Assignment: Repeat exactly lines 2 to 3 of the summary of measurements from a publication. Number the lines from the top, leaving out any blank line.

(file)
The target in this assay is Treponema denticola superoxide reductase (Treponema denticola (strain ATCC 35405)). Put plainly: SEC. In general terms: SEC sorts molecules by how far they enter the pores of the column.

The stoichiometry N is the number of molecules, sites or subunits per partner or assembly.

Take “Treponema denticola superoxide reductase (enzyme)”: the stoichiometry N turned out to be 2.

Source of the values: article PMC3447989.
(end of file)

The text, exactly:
The stoichiometry N is the number of molecules, sites or subunits per partner or assembly.

Take “Treponema denticola superoxide reductase (enzyme)”: the stoichiometry N turned out to be 2.